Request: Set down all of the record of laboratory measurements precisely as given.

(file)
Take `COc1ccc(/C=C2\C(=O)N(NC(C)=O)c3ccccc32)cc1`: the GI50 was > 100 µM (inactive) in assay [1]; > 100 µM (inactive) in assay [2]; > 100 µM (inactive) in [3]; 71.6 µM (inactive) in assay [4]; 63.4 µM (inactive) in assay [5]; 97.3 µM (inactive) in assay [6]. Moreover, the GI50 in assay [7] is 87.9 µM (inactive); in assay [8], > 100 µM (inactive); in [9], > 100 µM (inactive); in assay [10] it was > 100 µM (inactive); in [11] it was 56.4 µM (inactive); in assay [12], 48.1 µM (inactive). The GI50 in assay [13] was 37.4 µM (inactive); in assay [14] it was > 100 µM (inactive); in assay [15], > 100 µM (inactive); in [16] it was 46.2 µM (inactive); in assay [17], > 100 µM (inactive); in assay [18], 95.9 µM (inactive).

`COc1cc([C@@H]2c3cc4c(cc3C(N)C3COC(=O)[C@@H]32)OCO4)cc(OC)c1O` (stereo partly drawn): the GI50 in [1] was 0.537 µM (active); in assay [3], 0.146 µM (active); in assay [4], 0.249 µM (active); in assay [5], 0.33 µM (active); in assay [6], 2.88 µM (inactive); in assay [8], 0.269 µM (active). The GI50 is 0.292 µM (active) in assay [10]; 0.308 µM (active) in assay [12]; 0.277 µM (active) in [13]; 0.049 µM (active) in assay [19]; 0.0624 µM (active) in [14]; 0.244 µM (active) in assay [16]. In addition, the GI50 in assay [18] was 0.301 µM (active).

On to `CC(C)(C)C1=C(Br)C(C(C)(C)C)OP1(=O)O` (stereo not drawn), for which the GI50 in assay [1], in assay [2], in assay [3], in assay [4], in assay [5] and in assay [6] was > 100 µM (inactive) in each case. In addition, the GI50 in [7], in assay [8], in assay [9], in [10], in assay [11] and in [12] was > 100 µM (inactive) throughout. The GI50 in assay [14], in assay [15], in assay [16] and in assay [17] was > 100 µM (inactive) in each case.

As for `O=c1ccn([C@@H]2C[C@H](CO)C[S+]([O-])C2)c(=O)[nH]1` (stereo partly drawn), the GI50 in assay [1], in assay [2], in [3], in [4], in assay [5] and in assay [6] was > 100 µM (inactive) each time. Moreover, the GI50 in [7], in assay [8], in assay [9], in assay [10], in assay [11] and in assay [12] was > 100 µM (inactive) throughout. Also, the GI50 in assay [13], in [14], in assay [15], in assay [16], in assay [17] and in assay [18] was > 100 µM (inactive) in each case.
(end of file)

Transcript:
Take `COc1ccc(/C=C2\C(=O)N(NC(C)=O)c3ccccc32)cc1`: the GI50 was > 100 µM (inactive) in assay [1]; > 100 µM (inactive) in assay [2]; > 100 µM (inactive) in [3]; 71.6 µM (inactive) in assay [4]; 63.4 µM (inactive) in assay [5]; 97.3 µM (inactive) in assay [6]. Moreover, the GI50 in assay [7] is 87.9 µM (inactive); in assay [8], > 100 µM (inactive); in [9], > 100 µM (inactive); in assay [10] it was > 100 µM (inactive); in [11] it was 56.4 µM (inactive); in assay [12], 48.1 µM (inactive). The GI50 in assay [13] was 37.4 µM (inactive); in assay [14] it was > 100 µM (inactive); in assay [15], > 100 µM (inactive); in [16] it was 46.2 µM (inactive); in assay [17], > 100 µM (inactive); in assay [18], 95.9 µM (inactive).

`COc1cc([C@@H]2c3cc4c(cc3C(N)C3COC(=O)[C@@H]32)OCO4)cc(OC)c1O` (stereo partly drawn): the GI50 in [1] was 0.537 µM (active); in assay [3], 0.146 µM (active); in assay [4], 0.249 µM (active); in assay [5], 0.33 µM (active); in assay [6], 2.88 µM (inactive); in assay [8], 0.269 µM (active). The GI50 is 0.292 µM (active) in assay [10]; 0.308 µM (active) in assay [12]; 0.277 µM (active) in [13]; 0.049 µM (active) in assay [19]; 0.0624 µM (active) in [14]; 0.244 µM (active) in assay [16]. In addition, the GI50 in assay [18] was 0.301 µM (active).

On to `CC(C)(C)C1=C(Br)C(C(C)(C)C)OP1(=O)O` (stereo not drawn), for which the GI50 in assay [1], in assay [2], in assay [3], in assay [4], in assay [5] and in assay [6] was > 100 µM (inactive) in each case. In addition, the GI50 in [7], in assay [8], in assay [9], in [10], in assay [11] and in [12] was > 100 µM (inactive) throughout. The GI50 in assay [14], in assay [15], in assay [16] and in assay [17] was > 100 µM (inactive) in each case.

As for `O=c1ccn([C@@H]2C[C@H](CO)C[S+]([O-])C2)c(=O)[nH]1` (stereo partly drawn), the GI50 in assay [1], in assay [2], in [3], in [4], in assay [5] and in assay [6] was > 100 µM (inactive) each time. Moreover, the GI50 in [7], in assay [8], in assay [9], in assay [10], in assay [11] and in assay [12] was > 100 µM (inactive) throughout. Also, the GI50 in assay [13], in [14], in assay [15], in assay [16], in assay [17] and in assay [18] was > 100 µM (inactive) in each case.